One of the most deadly baits anglers can tie on right now is a soft jerkbait. Virtually snag-free, the soft-plastic lure can be worked at a variety of depths with an enticing action that even educated bass usually find hard to resist.

Martin's favorite soft jerkbait is the 5- or 5 1/2-inch Yamamoto Senko. He fishes it Texas-style with a 4/0 Sugoi hook and no weight. "The key is getting it right in there next to the bush, and then teasing or aggravating the bass," he said. "That's the neat thing about finesse baits like the Senko. You're in full control of what the bait does beneath water. You can twitch it stop it and work it at any rate of speed until you figure out what it is the bass like."

Two other finesse baits worth tying on are the wacky worm and a tube lure. The wacky worm rig is composed of a straight-tail worm that's been hooked through the egg sac, with the business end of the hook left exposed. A wacky worm doesn't look like much when it's just hanging there, but twitch it around shallow bushes or weeds and it'll drive the bass nuts.

Several companies make worms especially designed for wacky worming. Gambler's Swacky Worm and Zoom's Trick Worm are two of the heavy favorites at Rayburn. The Senko also works pretty well when hooked through the gut.

The bush bite currently in progress in famed areas like Veach Basin, Black Forest, Caney Flats, Canyons, Needmore Point and Deer Stanley is augmented by the bass getting hot and heavy on topwaters and buzzbaits. According to Martin, surface-scratchers will likely be most effective when worked above submerged grassbeds in 4 to 12 feet of water.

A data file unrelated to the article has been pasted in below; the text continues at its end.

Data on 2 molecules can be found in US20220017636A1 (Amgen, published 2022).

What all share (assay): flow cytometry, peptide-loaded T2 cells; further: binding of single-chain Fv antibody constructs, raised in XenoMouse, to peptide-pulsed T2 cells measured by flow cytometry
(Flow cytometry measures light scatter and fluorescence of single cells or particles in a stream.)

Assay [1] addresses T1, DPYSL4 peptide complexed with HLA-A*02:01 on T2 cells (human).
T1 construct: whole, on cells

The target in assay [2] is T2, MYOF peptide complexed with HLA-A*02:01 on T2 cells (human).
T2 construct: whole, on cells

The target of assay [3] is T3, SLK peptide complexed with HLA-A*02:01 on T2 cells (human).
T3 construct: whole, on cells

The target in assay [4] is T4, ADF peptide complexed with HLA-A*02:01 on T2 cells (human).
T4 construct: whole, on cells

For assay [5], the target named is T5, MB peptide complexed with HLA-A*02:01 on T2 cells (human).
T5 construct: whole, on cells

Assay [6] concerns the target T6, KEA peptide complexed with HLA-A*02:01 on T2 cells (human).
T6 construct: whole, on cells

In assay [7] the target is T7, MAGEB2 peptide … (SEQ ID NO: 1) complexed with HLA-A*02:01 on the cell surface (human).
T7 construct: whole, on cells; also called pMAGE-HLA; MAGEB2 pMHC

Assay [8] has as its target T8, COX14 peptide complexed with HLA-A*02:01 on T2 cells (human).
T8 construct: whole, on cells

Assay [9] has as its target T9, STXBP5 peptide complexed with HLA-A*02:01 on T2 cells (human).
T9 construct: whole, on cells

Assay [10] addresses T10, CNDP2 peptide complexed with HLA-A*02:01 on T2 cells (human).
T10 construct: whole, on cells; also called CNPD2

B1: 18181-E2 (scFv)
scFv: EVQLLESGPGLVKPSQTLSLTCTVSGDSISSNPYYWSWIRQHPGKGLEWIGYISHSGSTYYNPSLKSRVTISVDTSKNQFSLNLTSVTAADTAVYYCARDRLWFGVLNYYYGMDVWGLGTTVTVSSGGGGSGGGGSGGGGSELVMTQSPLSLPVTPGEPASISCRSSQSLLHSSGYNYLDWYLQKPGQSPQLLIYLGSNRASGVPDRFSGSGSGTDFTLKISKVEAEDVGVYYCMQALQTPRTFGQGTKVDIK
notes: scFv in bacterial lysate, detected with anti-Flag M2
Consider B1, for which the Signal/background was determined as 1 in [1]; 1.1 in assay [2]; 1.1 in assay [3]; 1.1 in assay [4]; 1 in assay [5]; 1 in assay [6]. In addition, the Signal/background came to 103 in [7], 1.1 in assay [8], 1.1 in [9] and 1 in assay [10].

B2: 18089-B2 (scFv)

For guide service, contact Ed Snelson, (936) 876-4324 or Scott Soisson, (409) 698-9430.

Larry Winters doesn't guide for a living, and he doesn't fish many bass tournaments - but as owner of Midway Landing, a full-service marina located about midlake on the Chambers Creek arm, he probably stays abreast of what's going on with the bass at 46,000-acre Richland-Chambers Reservoir as well as anyone. And according to Winters, R-C is somewhat different from other East Texas lakes, in that the peak of the spawn tends to transpire later in the year.

"The average depth of this lake is 20 to 25 feet," he said, "and that's deep for an East Texas reservoir. Because the lake is deep, it takes longer for the water temperatures to warm up and that usually means a later spawn."

While bass on the shallower upper end are likely to have spawned during late March and April, there should be plenty of bedding activity in progress this month from the midlake area south to the dam. Winters says that the majority of the spawning will occur on the shallow flats toward the rear of major feeder creeks. Crab, Grape, Winkler and Cedar always produce some solid fish during the first two weeks of May.

"The fish are going to be around shallow stumps, laydown logs and grass," he remarked. "Secondary points are always good places to look. You'll also need to check out any little inlet or pocket you come across."

There's nothing fancy about Winters' May menu. The matchup of a Texas-rigged lizard with a 1/4-ounce sinker always seems to get the best reviews. Top colors are chartreuse/pepper, red shad and

pumpkinseed. "There also are quite a few fish caught on tubes, jigs and spinnerbaits, but the lizard is the No. 1 choice by far," he said."